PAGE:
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Pertussis
(whooping cough) is an acute respiratory disease caused by the bacterium Bordetella pertussis. It causes violent
coughing spells, which makes a person difficult to breathe. It becomes
paroxysmal between 1-2 weeks and often followed by a characteristic whooping
noise. B. pertussis is an aerobic,
gram-negative aerobic coccobacillus. It transmits from person to person via
airborne droplets containing the bacteria during sneezing or coughing.

B. pertussis produces a number of virulence factors that interact
with host cells and alter their functions. Filamentous hemagglutinin, pertactin
and agglutinogen serve as adhesion molecules help to anchor B. pertussis to the ciliated respiratory epithelial cells. While
tracheal cytotoxin releases nitric oxide which paralyze the cilia, stopping
them from beating. This hinders the ability to mechanically remove mucus and
debris. Mucus starts building up which triggers a violent cough reflex to clear
the airway. Besides, pertussis toxin (PT) is a protein exotoxin secreted
exclusively by B. pertussis. PT also
helps with the binding of host target cells. In addition, it induces
lymphocytosis and increases histamine sensitivity, which makes it easier for
fluid to seep out of the blood vessels and into the airways tissues. This makes
the airways swell up, making it harder to breathe, and causes the classic
“whopping” sound during a coughing fit. Next, adenylate cyclase toxin catalyzes
excessive CAMP production, compromising phagocytosis.

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The
incubation period of pertussis usually lasts about a week. Early symptoms at
catarrhal phase include sneezing, runny nose, low-grade fever and a mild,
occasional cough, similar to the common cold. Pertussis is highly contagious at
this phase and usually lasts about 2 weeks. The cough gradually becomes more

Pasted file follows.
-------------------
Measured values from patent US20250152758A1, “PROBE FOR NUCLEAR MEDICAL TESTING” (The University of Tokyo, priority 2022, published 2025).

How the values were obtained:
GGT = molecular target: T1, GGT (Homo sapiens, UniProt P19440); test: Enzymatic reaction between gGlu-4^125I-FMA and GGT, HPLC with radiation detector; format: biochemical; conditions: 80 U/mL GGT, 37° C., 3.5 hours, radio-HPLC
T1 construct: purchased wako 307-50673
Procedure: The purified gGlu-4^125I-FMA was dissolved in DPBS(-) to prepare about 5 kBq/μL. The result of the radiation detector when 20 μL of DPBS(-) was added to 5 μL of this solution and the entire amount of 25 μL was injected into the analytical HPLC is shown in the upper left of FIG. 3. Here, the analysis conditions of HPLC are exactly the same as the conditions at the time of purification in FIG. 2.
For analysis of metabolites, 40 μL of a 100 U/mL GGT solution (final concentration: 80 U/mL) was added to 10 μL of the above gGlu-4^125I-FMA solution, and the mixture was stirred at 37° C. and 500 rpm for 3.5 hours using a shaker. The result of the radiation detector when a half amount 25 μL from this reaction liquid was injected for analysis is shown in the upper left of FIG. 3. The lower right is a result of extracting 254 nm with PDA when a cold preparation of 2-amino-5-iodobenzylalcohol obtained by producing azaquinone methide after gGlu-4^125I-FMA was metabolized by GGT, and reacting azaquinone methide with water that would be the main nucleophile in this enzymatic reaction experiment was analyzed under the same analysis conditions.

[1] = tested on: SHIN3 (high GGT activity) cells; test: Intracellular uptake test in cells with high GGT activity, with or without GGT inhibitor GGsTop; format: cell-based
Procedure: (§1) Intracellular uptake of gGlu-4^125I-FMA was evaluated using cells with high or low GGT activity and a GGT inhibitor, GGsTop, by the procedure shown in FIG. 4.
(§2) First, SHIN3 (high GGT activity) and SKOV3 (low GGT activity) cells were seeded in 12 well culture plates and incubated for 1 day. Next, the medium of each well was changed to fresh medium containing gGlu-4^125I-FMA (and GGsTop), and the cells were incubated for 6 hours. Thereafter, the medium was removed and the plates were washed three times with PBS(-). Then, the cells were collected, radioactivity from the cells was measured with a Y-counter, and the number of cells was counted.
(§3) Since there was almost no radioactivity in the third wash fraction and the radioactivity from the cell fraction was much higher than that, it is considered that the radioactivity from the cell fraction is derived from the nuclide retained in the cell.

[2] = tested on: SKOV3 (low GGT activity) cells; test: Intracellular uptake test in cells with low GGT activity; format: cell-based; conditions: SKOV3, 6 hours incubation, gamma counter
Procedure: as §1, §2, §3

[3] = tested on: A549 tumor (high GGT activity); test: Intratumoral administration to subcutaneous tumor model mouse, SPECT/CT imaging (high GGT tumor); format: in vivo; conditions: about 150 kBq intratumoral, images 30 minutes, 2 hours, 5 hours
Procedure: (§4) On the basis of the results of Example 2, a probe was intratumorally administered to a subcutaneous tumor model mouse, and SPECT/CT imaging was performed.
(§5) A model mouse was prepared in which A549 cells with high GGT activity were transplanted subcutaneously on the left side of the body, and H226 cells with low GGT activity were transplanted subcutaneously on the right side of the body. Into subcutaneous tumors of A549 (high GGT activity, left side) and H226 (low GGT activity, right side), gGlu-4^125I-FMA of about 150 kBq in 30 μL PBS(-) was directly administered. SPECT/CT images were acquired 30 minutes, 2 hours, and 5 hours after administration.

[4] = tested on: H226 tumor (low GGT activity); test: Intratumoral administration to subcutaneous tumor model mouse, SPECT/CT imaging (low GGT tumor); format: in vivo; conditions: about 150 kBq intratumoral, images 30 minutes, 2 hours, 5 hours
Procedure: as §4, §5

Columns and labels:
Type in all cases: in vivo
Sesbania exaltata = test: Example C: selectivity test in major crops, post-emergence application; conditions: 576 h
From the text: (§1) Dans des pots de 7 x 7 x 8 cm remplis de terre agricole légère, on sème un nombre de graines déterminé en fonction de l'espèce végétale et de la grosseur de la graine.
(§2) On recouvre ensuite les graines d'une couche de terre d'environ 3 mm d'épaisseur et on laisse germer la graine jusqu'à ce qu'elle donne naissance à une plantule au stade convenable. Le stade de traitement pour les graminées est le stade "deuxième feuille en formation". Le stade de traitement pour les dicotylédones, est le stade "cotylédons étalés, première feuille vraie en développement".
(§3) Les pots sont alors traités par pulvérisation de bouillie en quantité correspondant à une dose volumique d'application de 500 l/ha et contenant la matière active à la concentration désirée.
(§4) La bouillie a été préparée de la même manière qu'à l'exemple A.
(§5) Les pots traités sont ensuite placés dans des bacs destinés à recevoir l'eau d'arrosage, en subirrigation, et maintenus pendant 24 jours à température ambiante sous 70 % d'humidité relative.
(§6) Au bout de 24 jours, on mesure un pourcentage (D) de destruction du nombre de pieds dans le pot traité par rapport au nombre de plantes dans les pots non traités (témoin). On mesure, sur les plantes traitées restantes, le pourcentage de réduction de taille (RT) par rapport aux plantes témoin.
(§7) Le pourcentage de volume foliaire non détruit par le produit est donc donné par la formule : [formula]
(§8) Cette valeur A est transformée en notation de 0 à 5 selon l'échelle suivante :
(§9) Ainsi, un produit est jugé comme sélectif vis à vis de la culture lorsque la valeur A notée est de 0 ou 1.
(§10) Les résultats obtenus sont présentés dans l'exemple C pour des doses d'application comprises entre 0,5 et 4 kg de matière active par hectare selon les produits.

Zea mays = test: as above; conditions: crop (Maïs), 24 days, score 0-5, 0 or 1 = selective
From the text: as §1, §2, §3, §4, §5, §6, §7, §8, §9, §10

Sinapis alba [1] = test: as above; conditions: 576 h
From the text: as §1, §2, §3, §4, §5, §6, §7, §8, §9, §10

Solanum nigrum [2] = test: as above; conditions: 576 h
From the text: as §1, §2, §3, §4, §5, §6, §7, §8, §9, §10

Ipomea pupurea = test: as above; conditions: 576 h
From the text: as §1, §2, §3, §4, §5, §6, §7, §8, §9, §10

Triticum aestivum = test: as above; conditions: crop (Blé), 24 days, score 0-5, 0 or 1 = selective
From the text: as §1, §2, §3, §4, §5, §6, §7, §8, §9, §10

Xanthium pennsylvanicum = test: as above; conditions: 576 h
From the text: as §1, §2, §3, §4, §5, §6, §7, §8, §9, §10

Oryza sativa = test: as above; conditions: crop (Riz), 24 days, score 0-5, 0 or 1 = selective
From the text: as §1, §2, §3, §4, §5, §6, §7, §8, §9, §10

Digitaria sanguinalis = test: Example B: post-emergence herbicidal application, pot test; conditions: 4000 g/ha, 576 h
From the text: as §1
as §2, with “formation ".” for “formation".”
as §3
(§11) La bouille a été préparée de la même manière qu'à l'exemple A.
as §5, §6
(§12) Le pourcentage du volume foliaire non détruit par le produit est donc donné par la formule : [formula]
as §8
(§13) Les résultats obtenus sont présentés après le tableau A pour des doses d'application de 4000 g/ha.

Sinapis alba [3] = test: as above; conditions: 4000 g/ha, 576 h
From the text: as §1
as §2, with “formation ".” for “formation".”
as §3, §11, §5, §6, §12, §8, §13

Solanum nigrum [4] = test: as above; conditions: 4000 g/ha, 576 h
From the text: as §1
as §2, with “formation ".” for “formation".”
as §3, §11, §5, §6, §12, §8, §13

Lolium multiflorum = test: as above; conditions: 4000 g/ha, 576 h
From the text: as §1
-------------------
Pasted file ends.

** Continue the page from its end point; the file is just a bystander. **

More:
severe. The paroxysmal phase begins which lasts another 1-6 weeks or more. It
presents with uninterrupted fits of coughing followed by a whooping sound. This
violent coughing force can cause vomiting and exhaustion. While, young infants
often present with symptoms of apnea and cyanosis without cough. At
convalescent phase, which lasts between 2-3 weeks, the frequency and intensity
of cough decreases gradually.

The gold
standard to diagnose pertussis is bacterial culture due to its high
specificity. Nasopharyngeal (NP) swab specimens should be obtained during the first
2 weeks of illness when the viable bacteria are still present. Sensitivity reduces
and risk of false negative results increases at the later course of illness.
Bacteria DNA can also be detected by polymerase chain reaction (PCR). PCR has
fast turnaround time and high sensitivity. However, PCR tests vary in
specificity. Thus, culture confirmation of pertussis should be obtained for
diagnosis. PCR should be tested from NP specimens taken at 0-3 weeks following
cough onset, but it may give accurate results for up to 4 weeks. Serologic
testing is useful for diagnosis in the later stage of disease. It can be
performed from 2-12 weeks following cough onset. Antibody levels are at their